"The market is still very hot, especially in Uptown and Mid-City, even though it's been booming there for a while now. We're getting multiple offers on grand, expensive homes, and that lets us know we can expect the market to continue to grow. And if you connect all this with our new mayor, it really opens up an optimistic view of the city."
Ory says that low interest rates are the principal spark for the growth. "The current conditions are rare in that the buying and selling, because of the attractive interest rates, are benefiting both sides of the fence, the buyer and the seller. The rates are helping the first-time homebuyers to purchase their home, which in turn helps the moving-up buyer sell his home for a larger home, consequently helping the trophy buyers buy the expensive mansions. This all combines to create a real healthy market, really in just about every part of the city."
And while real estate is intrinsically cyclical, marked by periods of boom or bust, Ory sees the resurgence of New Orleans as more than just a short-term trend.
"People are moving back in from the suburbs. Crime has been abated a bit, people feel safer in the city now. But the interest rates are what's driving all this. The average life of a mortgage is estimated at seven years. So much can interrupt the 30-year note -- refinancing, moving, death, divorce, anything -- and banks base the rates on a seven-year cycle. With the rates this good, people are going to hold onto these houses."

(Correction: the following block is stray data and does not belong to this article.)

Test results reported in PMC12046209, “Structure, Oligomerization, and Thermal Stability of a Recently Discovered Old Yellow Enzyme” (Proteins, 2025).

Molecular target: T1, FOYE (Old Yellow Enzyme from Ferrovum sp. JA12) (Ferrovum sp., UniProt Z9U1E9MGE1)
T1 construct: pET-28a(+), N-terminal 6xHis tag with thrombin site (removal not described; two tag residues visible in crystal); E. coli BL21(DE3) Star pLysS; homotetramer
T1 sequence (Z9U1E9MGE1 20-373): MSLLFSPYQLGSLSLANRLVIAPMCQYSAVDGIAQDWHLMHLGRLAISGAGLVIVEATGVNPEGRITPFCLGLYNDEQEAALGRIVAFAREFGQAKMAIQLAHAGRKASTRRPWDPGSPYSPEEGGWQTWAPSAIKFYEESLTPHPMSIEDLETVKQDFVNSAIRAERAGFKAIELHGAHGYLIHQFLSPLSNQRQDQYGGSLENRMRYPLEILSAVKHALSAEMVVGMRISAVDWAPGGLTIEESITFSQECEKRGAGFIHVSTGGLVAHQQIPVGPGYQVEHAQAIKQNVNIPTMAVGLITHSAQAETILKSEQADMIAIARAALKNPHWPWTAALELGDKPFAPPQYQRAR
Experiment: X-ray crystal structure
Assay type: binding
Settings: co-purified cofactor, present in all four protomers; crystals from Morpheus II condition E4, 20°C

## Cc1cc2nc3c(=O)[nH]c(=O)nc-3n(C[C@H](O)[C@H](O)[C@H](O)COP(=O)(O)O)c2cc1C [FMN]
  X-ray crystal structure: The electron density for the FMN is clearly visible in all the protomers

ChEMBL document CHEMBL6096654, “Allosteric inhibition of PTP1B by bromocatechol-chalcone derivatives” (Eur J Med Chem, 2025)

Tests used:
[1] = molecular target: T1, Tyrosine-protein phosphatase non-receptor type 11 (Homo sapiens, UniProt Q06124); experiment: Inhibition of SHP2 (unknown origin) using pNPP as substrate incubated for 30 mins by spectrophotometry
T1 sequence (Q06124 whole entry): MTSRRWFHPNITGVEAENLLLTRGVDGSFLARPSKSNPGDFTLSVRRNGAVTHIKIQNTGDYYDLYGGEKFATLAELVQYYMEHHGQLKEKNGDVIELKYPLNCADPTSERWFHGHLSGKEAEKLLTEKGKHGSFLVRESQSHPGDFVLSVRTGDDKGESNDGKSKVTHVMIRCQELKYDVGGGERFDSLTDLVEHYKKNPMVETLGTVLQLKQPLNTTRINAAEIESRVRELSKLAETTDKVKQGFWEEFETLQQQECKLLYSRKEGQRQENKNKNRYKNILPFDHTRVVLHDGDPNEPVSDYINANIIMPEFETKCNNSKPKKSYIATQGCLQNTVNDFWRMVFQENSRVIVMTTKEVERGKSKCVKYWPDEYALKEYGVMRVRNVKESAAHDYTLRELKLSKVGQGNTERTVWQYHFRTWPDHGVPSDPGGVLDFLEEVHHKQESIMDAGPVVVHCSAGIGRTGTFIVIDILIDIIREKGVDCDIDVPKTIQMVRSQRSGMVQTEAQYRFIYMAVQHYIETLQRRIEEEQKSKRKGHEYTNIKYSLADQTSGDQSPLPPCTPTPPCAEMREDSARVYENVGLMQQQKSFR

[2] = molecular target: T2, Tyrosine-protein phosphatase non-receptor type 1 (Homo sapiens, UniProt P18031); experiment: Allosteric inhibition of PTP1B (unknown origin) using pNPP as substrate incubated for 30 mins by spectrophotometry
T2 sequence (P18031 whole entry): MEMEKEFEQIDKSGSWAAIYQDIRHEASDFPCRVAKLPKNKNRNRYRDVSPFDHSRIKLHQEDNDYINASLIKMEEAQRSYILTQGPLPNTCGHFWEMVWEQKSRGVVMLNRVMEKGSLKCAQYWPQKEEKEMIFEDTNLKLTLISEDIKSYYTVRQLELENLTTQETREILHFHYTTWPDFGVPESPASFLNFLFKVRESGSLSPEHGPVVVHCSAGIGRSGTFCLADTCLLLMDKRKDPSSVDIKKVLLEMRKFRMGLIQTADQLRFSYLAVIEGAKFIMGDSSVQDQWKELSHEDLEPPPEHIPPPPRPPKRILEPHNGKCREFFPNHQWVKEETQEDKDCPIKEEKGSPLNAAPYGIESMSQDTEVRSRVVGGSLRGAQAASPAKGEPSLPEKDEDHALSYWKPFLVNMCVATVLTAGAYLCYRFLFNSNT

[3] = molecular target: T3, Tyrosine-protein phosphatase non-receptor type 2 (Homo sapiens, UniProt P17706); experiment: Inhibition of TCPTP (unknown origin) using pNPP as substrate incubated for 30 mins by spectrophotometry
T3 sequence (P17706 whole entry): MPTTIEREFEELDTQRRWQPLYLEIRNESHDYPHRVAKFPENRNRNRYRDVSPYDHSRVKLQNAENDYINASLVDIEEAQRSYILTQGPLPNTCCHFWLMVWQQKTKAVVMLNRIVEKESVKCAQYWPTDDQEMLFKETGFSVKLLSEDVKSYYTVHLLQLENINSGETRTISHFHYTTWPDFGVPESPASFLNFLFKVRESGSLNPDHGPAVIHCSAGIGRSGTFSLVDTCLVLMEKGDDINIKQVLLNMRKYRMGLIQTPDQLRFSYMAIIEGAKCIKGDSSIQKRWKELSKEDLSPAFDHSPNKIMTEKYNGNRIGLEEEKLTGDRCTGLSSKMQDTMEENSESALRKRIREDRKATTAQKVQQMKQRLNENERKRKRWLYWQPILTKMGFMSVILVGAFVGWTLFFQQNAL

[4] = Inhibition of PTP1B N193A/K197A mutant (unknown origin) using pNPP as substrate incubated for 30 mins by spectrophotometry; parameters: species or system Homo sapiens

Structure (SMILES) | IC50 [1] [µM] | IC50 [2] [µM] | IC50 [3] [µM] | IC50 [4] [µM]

Along with myriad other economic indicators that don't paint a pretty picture of New Orleans, the relatively low percentage of local homeowners further illustrates the effects of a community wrestling with widespread poverty. Beyond the economic stability that owning a home provides, community activists also point to the relationship between homeownership and the quality of life in neighborhoods. Studies and common sense both prove people securely invested in an area are less likely to produce -- or tolerate -- problems that often spell the death of a neighborhood: the drug trade, violent crime and transients in abandoned properties.
And to reverse this trend -- New Orleans has a homeownership rate of around 40 percent, far less than the national average of 60 percent -- the federal government and several private interests are targeting New Orleans with programs to raise the level of homeownership.
"Recently there's been an effort to publicize how easy it has become to own a home," says Bobby Le Duff, manager of the eastern New Orleans branch of Prudential Gardner. "Most people think there's no way possible for them to own a home. But there now exists several options and programs that help people buy their first home."